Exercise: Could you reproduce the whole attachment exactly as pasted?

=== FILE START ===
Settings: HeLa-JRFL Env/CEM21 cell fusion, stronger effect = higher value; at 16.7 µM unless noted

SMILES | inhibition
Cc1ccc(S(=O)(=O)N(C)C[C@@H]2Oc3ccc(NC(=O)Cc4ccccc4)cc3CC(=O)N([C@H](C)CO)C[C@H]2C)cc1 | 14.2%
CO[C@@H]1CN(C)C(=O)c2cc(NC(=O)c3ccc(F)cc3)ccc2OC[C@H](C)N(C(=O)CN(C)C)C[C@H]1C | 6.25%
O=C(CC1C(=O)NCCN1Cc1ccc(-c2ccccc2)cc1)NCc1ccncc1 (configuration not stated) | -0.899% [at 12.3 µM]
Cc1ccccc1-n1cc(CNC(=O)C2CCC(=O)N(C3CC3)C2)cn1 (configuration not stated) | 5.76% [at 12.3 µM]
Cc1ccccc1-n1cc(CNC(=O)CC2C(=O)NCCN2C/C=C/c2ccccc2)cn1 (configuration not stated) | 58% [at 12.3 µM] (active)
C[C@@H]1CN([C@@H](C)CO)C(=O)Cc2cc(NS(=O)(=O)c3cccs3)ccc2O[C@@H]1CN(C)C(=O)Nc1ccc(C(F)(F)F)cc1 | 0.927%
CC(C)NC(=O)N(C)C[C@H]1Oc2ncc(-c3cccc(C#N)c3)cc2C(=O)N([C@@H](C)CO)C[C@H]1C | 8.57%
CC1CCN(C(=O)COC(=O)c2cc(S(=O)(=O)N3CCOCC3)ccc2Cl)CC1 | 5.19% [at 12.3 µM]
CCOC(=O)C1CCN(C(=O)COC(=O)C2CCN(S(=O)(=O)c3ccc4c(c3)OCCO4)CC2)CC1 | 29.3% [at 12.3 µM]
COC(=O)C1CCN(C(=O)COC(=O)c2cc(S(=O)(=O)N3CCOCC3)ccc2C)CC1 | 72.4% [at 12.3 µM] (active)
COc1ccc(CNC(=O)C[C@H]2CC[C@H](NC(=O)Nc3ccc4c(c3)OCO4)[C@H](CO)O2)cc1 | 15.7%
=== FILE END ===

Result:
Settings: HeLa-JRFL Env/CEM21 cell fusion, stronger effect = higher value; at 16.7 µM unless noted

SMILES | inhibition
Cc1ccc(S(=O)(=O)N(C)C[C@@H]2Oc3ccc(NC(=O)Cc4ccccc4)cc3CC(=O)N([C@H](C)CO)C[C@H]2C)cc1 | 14.2%
CO[C@@H]1CN(C)C(=O)c2cc(NC(=O)c3ccc(F)cc3)ccc2OC[C@H](C)N(C(=O)CN(C)C)C[C@H]1C | 6.25%
O=C(CC1C(=O)NCCN1Cc1ccc(-c2ccccc2)cc1)NCc1ccncc1 (configuration not stated) | -0.899% [at 12.3 µM]
Cc1ccccc1-n1cc(CNC(=O)C2CCC(=O)N(C3CC3)C2)cn1 (configuration not stated) | 5.76% [at 12.3 µM]
Cc1ccccc1-n1cc(CNC(=O)CC2C(=O)NCCN2C/C=C/c2ccccc2)cn1 (configuration not stated) | 58% [at 12.3 µM] (active)
C[C@@H]1CN([C@@H](C)CO)C(=O)Cc2cc(NS(=O)(=O)c3cccs3)ccc2O[C@@H]1CN(C)C(=O)Nc1ccc(C(F)(F)F)cc1 | 0.927%
CC(C)NC(=O)N(C)C[C@H]1Oc2ncc(-c3cccc(C#N)c3)cc2C(=O)N([C@@H](C)CO)C[C@H]1C | 8.57%
CC1CCN(C(=O)COC(=O)c2cc(S(=O)(=O)N3CCOCC3)ccc2Cl)CC1 | 5.19% [at 12.3 µM]
CCOC(=O)C1CCN(C(=O)COC(=O)C2CCN(S(=O)(=O)c3ccc4c(c3)OCCO4)CC2)CC1 | 29.3% [at 12.3 µM]
COC(=O)C1CCN(C(=O)COC(=O)c2cc(S(=O)(=O)N3CCOCC3)ccc2C)CC1 | 72.4% [at 12.3 µM] (active)
COc1ccc(CNC(=O)C[C@H]2CC[C@H](NC(=O)Nc3ccc4c(c3)OCO4)[C@H](CO)O2)cc1 | 15.7%